Today’s higher education leaders are responding to one of the most impactful crises the industry has faced, calling for both compassion and responsiveness to guide their organizations through uncertain times. The COVID-19 pandemic is global in scale, farther reaching, and more complex than any crisis most of today’s decision-makers have ever experienced.
The pandemic is both a health crisis and an economic crisis. It will likely result in a dramatic restructuring of the economy and changes in our society as consumer preferences and expectations shift.
For some institutions, near-term survival is the only objective. For others, the crisis presents an opportunity to pivot into a new direction. Regardless, institutions must embrace this new reality and adopt an operating model that accommodates new levels of uncertainty.
Financial and technology functions are taking on more significant operational roles and CFOs and CIOs are becoming key decision-makers in guiding their institutions to deal with the effects of the pandemic. Most institutions have a crisis team in place that handles day-to-day challenges such as closing the physical campus, managing crisis communications, moving classes online, and continuing administrative operations. But what institutions need to consider is what happens when the immediate crisis abates; is it back to business as usual or have processes evolved and created a new normal?
Global management consulting firm McKinsey & Company recommends organizations create a “plan-ahead team” that will help prepare for the next steps following the pandemic’s decline. This team should gather information that provides insight into long-term operations and build a response plan for any future stages of the crisis.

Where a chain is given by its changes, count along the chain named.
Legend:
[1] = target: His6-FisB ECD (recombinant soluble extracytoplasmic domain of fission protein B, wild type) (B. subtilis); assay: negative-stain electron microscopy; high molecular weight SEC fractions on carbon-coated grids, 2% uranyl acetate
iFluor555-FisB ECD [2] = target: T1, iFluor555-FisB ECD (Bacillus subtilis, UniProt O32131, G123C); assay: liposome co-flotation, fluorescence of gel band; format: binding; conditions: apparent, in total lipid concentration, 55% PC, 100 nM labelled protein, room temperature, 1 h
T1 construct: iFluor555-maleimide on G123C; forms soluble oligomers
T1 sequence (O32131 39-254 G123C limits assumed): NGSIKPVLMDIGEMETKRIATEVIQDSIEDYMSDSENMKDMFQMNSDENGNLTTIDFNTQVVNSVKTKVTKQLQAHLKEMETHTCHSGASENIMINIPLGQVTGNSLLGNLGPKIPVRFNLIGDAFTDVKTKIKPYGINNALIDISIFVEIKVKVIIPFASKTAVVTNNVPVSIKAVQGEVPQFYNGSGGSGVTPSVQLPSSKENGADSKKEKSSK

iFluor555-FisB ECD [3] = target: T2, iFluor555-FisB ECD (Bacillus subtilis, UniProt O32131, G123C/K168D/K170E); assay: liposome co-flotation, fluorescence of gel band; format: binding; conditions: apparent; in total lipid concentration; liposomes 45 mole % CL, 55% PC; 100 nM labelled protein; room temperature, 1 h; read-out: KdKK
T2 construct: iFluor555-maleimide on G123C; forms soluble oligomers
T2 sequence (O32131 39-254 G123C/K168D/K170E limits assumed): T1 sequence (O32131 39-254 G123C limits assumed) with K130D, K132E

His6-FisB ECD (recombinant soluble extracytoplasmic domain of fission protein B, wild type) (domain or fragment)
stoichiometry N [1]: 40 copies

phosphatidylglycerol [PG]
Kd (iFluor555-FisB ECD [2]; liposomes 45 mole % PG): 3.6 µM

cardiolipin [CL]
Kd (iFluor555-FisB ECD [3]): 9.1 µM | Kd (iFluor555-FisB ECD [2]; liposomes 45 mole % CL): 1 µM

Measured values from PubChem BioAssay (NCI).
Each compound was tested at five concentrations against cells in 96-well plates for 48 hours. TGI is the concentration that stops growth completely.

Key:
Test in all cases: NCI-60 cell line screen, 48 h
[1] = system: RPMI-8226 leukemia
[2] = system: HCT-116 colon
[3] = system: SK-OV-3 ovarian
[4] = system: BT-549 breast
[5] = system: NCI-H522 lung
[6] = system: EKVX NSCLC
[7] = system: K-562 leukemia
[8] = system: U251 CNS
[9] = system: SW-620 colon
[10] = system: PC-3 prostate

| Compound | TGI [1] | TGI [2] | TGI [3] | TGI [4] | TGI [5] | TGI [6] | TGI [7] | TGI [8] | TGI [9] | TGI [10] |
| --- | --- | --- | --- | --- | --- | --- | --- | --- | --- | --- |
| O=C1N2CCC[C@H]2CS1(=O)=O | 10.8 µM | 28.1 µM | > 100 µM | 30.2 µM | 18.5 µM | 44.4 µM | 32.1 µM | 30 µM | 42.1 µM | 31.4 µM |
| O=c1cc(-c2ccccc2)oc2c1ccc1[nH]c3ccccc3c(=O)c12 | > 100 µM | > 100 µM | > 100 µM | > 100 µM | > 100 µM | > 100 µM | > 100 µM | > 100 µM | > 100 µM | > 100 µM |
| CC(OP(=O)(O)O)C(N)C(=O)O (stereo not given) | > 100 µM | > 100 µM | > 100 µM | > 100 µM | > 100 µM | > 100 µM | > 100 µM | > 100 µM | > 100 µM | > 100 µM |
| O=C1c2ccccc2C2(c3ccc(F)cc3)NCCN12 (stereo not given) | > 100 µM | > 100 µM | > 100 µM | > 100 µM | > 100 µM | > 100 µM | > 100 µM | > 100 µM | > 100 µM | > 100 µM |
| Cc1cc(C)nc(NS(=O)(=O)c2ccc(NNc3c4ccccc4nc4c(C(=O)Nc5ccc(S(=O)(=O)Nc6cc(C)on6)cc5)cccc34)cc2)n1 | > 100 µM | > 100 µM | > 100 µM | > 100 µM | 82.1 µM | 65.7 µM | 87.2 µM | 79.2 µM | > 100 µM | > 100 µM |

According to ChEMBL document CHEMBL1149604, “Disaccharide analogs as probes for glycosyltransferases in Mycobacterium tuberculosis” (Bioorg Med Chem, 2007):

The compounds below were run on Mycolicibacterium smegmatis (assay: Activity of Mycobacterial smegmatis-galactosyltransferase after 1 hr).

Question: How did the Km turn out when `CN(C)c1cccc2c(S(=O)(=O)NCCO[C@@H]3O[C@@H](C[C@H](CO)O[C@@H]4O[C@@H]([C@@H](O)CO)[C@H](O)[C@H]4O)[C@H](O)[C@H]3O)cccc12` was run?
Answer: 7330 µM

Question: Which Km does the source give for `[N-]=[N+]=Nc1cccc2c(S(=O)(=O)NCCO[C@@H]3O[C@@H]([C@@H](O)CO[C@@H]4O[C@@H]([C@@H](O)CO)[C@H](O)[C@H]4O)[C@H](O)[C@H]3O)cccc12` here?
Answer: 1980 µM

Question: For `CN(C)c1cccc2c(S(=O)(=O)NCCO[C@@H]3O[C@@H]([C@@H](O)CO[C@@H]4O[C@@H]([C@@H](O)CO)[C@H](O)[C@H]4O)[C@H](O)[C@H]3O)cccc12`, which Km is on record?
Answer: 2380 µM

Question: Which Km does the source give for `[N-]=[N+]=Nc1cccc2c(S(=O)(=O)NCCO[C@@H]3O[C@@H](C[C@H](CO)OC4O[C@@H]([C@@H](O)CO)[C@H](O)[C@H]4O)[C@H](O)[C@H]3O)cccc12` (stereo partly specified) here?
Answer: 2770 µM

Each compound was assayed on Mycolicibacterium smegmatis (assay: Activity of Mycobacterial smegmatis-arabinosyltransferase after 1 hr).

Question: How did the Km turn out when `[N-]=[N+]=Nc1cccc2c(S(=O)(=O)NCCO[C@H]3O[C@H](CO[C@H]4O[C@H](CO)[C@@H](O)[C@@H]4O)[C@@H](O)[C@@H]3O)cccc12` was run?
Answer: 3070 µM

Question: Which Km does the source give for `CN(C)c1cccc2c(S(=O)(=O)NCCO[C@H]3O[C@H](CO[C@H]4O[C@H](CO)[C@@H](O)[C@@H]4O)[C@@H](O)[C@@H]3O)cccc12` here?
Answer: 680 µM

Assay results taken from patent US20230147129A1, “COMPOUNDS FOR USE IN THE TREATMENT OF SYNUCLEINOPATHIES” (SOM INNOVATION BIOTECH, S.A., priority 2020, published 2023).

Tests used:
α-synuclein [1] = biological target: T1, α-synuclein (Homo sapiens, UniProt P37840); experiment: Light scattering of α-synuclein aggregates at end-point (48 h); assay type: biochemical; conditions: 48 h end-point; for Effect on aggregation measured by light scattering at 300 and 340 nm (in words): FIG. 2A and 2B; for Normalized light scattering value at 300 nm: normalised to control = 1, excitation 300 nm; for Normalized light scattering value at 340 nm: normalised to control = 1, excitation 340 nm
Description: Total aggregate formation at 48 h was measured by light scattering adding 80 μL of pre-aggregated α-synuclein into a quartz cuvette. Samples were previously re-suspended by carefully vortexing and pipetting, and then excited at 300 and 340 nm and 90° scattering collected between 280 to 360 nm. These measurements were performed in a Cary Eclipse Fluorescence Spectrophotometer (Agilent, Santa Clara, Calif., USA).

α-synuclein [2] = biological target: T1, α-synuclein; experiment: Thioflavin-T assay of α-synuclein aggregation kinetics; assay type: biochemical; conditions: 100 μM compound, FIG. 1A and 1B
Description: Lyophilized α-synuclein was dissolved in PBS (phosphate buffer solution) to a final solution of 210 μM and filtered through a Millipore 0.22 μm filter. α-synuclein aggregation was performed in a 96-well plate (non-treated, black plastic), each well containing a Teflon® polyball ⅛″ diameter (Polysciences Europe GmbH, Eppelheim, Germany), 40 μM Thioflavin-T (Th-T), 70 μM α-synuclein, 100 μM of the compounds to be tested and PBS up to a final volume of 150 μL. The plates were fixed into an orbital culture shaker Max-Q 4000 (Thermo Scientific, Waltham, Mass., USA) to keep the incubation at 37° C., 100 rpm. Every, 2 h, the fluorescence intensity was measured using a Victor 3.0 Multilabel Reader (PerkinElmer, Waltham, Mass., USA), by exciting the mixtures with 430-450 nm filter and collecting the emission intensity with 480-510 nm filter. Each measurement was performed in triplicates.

According to McKinsey & Company, teams tasked with mapping out their organization’s future-state should follow the five following processes.
Institutions should continually look forward, ensure their ability to confront uncertainty head-on, and build unpredictability into their decision-making processes.
The COVID-19 pandemic is accelerating changes that may fundamentally shift the industry. For example, the technology that enables remote work and online learning is changing from a nice-to-have feature to an essential requirement. In many cases, institutions that execute a well-defined crisis plan are becoming more agile as an unexpected result.
Here are the classic characteristics of an agile organization:
Now, compare that to some of the higher education outcomes being brought about by the COVID-19 crisis.
Institutions that build cohesive strategies to navigate and bounce back from the pandemic are likely to be the ones that recover and survive in the long run. By adopting new, agile methodologies that do not shy away from experimentation, higher education leaders may be able to position their institutions for success after the COVID-19 pandemic—or any other unforeseeable future crisis.
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